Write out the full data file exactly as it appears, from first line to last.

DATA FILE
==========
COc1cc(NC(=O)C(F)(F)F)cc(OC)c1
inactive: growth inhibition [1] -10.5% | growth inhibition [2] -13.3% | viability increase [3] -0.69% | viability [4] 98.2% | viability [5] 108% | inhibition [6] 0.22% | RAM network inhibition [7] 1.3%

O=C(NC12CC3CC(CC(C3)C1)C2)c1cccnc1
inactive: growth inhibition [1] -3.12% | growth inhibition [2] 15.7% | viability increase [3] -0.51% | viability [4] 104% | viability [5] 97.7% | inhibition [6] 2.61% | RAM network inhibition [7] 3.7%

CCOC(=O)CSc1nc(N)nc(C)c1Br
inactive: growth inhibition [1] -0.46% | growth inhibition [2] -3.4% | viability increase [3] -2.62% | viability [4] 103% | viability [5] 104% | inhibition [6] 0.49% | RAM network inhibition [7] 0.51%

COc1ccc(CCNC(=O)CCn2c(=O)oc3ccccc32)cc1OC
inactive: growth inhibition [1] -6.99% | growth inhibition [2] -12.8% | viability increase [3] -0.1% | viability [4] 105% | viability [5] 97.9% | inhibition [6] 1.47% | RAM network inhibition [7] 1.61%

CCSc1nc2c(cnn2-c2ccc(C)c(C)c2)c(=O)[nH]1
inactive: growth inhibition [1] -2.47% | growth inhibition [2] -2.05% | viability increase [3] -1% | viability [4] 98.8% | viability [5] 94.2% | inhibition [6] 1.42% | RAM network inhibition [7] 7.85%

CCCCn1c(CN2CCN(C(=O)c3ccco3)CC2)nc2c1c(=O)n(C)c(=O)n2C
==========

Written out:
COc1cc(NC(=O)C(F)(F)F)cc(OC)c1
inactive: growth inhibition [1] -10.5% | growth inhibition [2] -13.3% | viability increase [3] -0.69% | viability [4] 98.2% | viability [5] 108% | inhibition [6] 0.22% | RAM network inhibition [7] 1.3%

O=C(NC12CC3CC(CC(C3)C1)C2)c1cccnc1
inactive: growth inhibition [1] -3.12% | growth inhibition [2] 15.7% | viability increase [3] -0.51% | viability [4] 104% | viability [5] 97.7% | inhibition [6] 2.61% | RAM network inhibition [7] 3.7%

CCOC(=O)CSc1nc(N)nc(C)c1Br
inactive: growth inhibition [1] -0.46% | growth inhibition [2] -3.4% | viability increase [3] -2.62% | viability [4] 103% | viability [5] 104% | inhibition [6] 0.49% | RAM network inhibition [7] 0.51%

COc1ccc(CCNC(=O)CCn2c(=O)oc3ccccc32)cc1OC
inactive: growth inhibition [1] -6.99% | growth inhibition [2] -12.8% | viability increase [3] -0.1% | viability [4] 105% | viability [5] 97.9% | inhibition [6] 1.47% | RAM network inhibition [7] 1.61%

CCSc1nc2c(cnn2-c2ccc(C)c(C)c2)c(=O)[nH]1
inactive: growth inhibition [1] -2.47% | growth inhibition [2] -2.05% | viability increase [3] -1% | viability [4] 98.8% | viability [5] 94.2% | inhibition [6] 1.42% | RAM network inhibition [7] 7.85%

CCCCn1c(CN2CCN(C(=O)c3ccco3)CC2)nc2c1c(=O)n(C)c(=O)n2C